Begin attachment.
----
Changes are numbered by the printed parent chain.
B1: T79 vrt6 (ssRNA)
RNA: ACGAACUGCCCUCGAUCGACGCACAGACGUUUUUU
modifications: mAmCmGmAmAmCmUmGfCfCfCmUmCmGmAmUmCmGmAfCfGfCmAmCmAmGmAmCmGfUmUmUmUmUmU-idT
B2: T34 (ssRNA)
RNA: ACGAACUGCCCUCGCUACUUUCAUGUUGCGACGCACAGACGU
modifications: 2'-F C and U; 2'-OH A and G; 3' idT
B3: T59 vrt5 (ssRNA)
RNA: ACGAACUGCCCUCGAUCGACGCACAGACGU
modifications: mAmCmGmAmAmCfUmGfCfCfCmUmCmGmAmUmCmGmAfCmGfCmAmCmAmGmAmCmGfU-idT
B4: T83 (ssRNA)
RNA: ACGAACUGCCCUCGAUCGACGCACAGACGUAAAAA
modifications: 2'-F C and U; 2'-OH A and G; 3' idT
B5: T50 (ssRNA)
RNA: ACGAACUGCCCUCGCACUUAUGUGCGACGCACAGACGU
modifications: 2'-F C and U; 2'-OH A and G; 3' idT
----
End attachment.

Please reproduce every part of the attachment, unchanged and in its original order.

Changes are numbered by the printed parent chain.
B1: T79 vrt6 (ssRNA)
RNA: ACGAACUGCCCUCGAUCGACGCACAGACGUUUUUU
modifications: mAmCmGmAmAmCmUmGfCfCfCmUmCmGmAmUmCmGmAfCfGfCmAmCmAmGmAmCmGfUmUmUmUmUmU-idT
B2: T34 (ssRNA)
RNA: ACGAACUGCCCUCGCUACUUUCAUGUUGCGACGCACAGACGU
modifications: 2'-F C and U; 2'-OH A and G; 3' idT
B3: T59 vrt5 (ssRNA)
RNA: ACGAACUGCCCUCGAUCGACGCACAGACGU
modifications: mAmCmGmAmAmCfUmGfCfCfCmUmCmGmAmUmCmGmAfCmGfCmAmCmAmGmAmCmGfU-idT
B4: T83 (ssRNA)
RNA: ACGAACUGCCCUCGAUCGACGCACAGACGUAAAAA
modifications: 2'-F C and U; 2'-OH A and G; 3' idT
B5: T50 (ssRNA)
RNA: ACGAACUGCCCUCGCACUUAUGUGCGACGCACAGACGU
modifications: 2'-F C and U; 2'-OH A and G; 3' idT